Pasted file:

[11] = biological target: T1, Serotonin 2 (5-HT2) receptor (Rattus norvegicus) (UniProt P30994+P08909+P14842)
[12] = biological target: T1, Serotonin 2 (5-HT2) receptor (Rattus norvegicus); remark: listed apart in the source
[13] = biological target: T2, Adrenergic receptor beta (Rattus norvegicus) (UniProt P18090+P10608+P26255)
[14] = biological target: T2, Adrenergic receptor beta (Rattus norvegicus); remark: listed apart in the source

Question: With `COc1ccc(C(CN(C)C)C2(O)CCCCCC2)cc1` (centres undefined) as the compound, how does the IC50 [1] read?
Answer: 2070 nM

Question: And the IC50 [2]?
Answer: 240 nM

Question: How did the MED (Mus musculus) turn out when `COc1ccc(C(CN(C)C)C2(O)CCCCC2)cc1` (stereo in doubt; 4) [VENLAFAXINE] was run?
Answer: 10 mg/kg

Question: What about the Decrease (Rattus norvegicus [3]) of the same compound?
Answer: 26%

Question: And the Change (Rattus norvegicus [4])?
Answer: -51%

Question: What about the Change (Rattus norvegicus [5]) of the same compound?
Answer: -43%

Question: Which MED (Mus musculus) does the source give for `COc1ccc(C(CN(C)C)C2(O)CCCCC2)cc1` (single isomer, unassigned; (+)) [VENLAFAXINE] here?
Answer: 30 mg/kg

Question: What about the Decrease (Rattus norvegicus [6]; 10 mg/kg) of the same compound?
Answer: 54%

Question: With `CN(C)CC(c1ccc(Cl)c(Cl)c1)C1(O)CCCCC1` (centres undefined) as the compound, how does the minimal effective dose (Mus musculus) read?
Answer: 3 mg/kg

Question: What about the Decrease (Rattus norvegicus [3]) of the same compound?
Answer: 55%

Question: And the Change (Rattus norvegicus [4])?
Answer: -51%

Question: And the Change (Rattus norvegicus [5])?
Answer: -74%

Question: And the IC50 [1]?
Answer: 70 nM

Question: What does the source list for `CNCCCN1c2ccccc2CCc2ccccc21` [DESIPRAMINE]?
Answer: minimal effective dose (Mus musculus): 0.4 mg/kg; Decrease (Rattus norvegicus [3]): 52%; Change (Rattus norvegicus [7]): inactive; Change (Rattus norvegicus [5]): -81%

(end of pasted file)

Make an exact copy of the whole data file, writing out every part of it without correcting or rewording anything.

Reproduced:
[11] = biological target: T1, Serotonin 2 (5-HT2) receptor (Rattus norvegicus) (UniProt P30994+P08909+P14842)
[12] = biological target: T1, Serotonin 2 (5-HT2) receptor (Rattus norvegicus); remark: listed apart in the source
[13] = biological target: T2, Adrenergic receptor beta (Rattus norvegicus) (UniProt P18090+P10608+P26255)
[14] = biological target: T2, Adrenergic receptor beta (Rattus norvegicus); remark: listed apart in the source

Question: With `COc1ccc(C(CN(C)C)C2(O)CCCCCC2)cc1` (centres undefined) as the compound, how does the IC50 [1] read?
Answer: 2070 nM

Question: And the IC50 [2]?
Answer: 240 nM

Question: How did the MED (Mus musculus) turn out when `COc1ccc(C(CN(C)C)C2(O)CCCCC2)cc1` (stereo in doubt; 4) [VENLAFAXINE] was run?
Answer: 10 mg/kg

Question: What about the Decrease (Rattus norvegicus [3]) of the same compound?
Answer: 26%

Question: And the Change (Rattus norvegicus [4])?
Answer: -51%

Question: What about the Change (Rattus norvegicus [5]) of the same compound?
Answer: -43%

Question: Which MED (Mus musculus) does the source give for `COc1ccc(C(CN(C)C)C2(O)CCCCC2)cc1` (single isomer, unassigned; (+)) [VENLAFAXINE] here?
Answer: 30 mg/kg

Question: What about the Decrease (Rattus norvegicus [6]; 10 mg/kg) of the same compound?
Answer: 54%

Question: With `CN(C)CC(c1ccc(Cl)c(Cl)c1)C1(O)CCCCC1` (centres undefined) as the compound, how does the minimal effective dose (Mus musculus) read?
Answer: 3 mg/kg

Question: What about the Decrease (Rattus norvegicus [3]) of the same compound?
Answer: 55%

Question: And the Change (Rattus norvegicus [4])?
Answer: -51%

Question: And the Change (Rattus norvegicus [5])?
Answer: -74%

Question: And the IC50 [1]?
Answer: 70 nM

Question: What does the source list for `CNCCCN1c2ccccc2CCc2ccccc21` [DESIPRAMINE]?
Answer: minimal effective dose (Mus musculus): 0.4 mg/kg; Decrease (Rattus norvegicus [3]): 52%; Change (Rattus norvegicus [7]): inactive; Change (Rattus norvegicus [5]): -81%